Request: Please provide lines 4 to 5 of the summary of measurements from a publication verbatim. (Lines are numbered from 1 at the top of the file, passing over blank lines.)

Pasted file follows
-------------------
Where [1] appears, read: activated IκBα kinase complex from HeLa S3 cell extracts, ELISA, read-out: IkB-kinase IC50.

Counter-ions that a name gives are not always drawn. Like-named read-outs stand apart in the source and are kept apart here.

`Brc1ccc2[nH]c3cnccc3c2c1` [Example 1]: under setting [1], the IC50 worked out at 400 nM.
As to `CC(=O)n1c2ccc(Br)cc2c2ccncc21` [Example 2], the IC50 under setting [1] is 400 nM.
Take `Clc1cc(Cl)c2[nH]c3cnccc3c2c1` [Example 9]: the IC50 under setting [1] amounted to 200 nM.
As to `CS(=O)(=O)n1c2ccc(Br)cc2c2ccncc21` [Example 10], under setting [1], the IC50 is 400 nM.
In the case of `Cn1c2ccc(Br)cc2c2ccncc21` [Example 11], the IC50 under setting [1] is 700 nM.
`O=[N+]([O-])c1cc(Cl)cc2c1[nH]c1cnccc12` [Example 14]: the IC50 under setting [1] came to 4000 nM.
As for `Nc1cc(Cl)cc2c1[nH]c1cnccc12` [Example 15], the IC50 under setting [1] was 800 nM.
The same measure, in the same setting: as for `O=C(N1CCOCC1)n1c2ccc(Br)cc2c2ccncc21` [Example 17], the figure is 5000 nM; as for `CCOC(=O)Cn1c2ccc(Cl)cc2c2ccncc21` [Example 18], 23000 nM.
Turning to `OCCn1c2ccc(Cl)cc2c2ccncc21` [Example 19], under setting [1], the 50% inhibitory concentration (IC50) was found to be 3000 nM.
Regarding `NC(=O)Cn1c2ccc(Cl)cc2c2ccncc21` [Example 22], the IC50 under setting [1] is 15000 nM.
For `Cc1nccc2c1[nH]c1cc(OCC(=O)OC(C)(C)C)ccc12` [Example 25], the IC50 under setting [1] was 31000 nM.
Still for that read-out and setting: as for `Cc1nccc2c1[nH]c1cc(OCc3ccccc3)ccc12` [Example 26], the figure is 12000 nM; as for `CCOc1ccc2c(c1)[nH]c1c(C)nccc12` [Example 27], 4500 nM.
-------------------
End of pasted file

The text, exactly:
As to `CC(=O)n1c2ccc(Br)cc2c2ccncc21` [Example 2], the IC50 under setting [1] is 400 nM.
Take `Clc1cc(Cl)c2[nH]c3cnccc3c2c1` [Example 9]: the IC50 under setting [1] amounted to 200 nM.